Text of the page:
After meeting stiff resistance for decades, the French National Front is now gaining ground among Catholics.
For years, commentators had spoken of a “Catholic exception”: the faithful had seemed notably hostile to the party compared with other social groups. But in last December’s regional elections, Catholics voted for the National Front in proportionately greater numbers than the rest of the population (32 per cent compared with 28.4 per cent, according to the pollsters IFOP).
This was a huge surprise. Historically, the National Front has been weakest in strongly Catholic areas such as Brittany and western France. Not only that: Marine Le Pen, party leader since 2011, has taken a hardline view of laïcité, the state ethos of secularism. “Priests should stay in the sacristy,” she told the Christian weekly La Vie, indicating that she saw no role whatsoever for clergy in public life. The Church, in contrast, has promoted a softer form of laïcité, encouraging believers to express their faith in the political arena.
The National Front’s uncompromisingly secularist approach has been strengthened further by the rise of Florian Philippot, vice president since 2012. Commenting on the burkini controversy this summer, he said: “All religious symbols – crosses, kippas and veils – should be banned from the public square.”
So what has inspired Catholics to flock, as it were, to the gates of Montretout, the manor owned by Le Pen’s family in the west of Paris?
First, the National Front benefited immensely from the protests over same-sex marriage in 2013. The Manif Pour Tous coalition, backed by the Catholic hierarchy and the right-wing party Union for a Popular Movement (UMP), organised large demonstrations in Paris and elsewhere. For many young people, it was their first experience as political activists. Now, three years later, many Catholics feel betrayed by the UMP. The party, which is known today as the Republicans, is led by Nicolas Sarkozy. In 2014, the former French president promised to repeal the gay marriage law. Just a year later he reversed course and said he would uphold it.
But there is one politician who is able to connect with the new Manif Pour Tous generation: Marion Maréchal-Le Pen, the niece of Marine. In contrast to her aunt, the twenty-something MP attended the demonstrations against same-sex marriage. While Marine is a lapsed Catholic, Marion describes herself as a catholique décomplexée (“fearless Catholic”). “We are the anti-May 1968 generation,” she has said of likeminded French young people. “We want principles, values. We want teachers to follow. We want God.”
Comments like these have, not surprisingly, made her popular with Catholics. It also helps that she is charismatic and politically shrewd. But according to Erwan Le Morhedec, a Catholic lawyer and author, her influence within the National Front shouldn’t be overestimated. “Yet there is now a temptation to vote for the party, especially among the Catholic youth,” he says. “They want to affirm their identity, as they have no reasons to hope for a bright future.”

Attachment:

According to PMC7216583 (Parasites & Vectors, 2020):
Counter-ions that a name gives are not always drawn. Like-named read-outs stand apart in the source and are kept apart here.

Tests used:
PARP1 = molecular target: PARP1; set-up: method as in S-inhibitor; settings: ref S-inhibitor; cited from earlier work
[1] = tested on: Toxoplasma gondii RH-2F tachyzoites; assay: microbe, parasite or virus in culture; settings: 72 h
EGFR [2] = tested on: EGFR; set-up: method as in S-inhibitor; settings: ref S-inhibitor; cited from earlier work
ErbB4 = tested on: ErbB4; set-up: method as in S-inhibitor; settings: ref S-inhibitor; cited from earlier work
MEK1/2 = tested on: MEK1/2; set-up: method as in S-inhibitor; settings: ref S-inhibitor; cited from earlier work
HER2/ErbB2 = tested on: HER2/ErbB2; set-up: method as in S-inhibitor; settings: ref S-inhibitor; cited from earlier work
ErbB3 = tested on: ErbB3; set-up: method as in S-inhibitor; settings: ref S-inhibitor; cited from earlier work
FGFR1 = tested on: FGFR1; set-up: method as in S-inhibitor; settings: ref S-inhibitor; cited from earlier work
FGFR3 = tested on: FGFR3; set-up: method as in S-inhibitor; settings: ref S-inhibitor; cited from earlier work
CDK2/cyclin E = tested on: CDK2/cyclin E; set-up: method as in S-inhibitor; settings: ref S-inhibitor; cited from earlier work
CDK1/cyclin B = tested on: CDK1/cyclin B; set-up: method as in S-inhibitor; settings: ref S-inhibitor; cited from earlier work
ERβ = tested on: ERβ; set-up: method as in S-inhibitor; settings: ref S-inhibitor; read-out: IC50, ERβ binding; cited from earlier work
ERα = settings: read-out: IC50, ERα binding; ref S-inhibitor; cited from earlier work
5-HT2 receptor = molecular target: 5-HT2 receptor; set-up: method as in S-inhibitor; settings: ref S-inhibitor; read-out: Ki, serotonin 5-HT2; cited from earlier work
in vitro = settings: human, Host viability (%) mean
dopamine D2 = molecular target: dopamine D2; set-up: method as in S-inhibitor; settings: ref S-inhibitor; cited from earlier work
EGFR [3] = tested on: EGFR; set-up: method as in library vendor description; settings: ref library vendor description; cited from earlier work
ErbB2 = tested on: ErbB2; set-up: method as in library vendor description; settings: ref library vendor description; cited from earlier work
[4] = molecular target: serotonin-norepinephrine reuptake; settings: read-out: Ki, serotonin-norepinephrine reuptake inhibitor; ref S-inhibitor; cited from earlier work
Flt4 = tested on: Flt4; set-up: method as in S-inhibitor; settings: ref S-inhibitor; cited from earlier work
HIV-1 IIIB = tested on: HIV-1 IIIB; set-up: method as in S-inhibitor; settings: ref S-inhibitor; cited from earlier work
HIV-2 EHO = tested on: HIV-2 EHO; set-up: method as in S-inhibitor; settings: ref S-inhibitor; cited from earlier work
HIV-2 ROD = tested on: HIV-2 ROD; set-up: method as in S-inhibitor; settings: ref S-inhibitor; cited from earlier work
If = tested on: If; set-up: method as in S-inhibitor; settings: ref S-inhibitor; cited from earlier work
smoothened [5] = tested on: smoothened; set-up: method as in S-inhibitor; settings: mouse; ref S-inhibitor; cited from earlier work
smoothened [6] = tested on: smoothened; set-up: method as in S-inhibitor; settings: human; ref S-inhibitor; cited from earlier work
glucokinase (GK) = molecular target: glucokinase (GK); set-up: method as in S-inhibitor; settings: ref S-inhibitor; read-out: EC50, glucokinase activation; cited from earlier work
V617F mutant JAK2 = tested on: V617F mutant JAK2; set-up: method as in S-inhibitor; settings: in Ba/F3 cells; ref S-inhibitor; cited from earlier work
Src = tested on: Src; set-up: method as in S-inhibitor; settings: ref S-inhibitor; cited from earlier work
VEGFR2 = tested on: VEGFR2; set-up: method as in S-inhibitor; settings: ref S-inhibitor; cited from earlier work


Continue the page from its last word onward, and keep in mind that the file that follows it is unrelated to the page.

Aside from gay marriage, the National Front has also gained support thanks to the migrant crisis and terror attacks. After the murder of Fr Jacques Hamel by ISIS in July, many French Catholics have begun to identify with Middle Eastern Christians persecuted by Islamists and are therefore more receptive to the National Front’s anti-Muslim rhetoric.
“Nevertheless, relations between the National Front and the Church are still cold,” Le Morhedec says. “The bishops have followed the Pope’s call to welcome migrants, which the party rejects systematically.”
Yet the hierarchy does not present a completely united front. In 2015, Bishop Dominique Rey of Fréjus-Toulon, a diocese in the National Front’s southern heartland, invited Marion Maréchal-Le Pen to speak at a summer school in his diocese. Why? “Where the National Front gets 40 per cent of the votes, the local Church cannot afford to lose contact with the faithful,” suggests Le Morhedec.
In some ways, the Church seems to be back in the early 20th century, when the journalist Charles Maurras was leading the fierce monarchist movement Action française. Maurras was an agnostic who nevertheless believed that Catholicism was an important tool for social cohesion. In 1926, just as Maurras was rallying French Catholics, Pope Pius XI condemned his movement.
The spirit of Maurras is alive and well in the National Front, which also takes a utilitarian view of the Catholic faith. The New Maurrassians defend the “Christian identity” of France, though you won’t find them at Mass. They are ferocious critics of Pope Francis and the French bishops, who they regard as soft on Islam.
How can the French episcopate see off the National Front without alienating the faithful who are increasingly drawn to them? “The Church must insist that a clash with Islam is not inevitable,” says Le Morherdec. “We must not be naive: we do have an enemy, which is Islamist terrorism. But we have also far-right people who say dialogue with Muslims is impossible. They do everything to make the dialogue even more difficult.”
In the last resort, might the French bishops ask Pope Francis to be their Pius XI and help them vanquish the new Maurrassians of the National Front?
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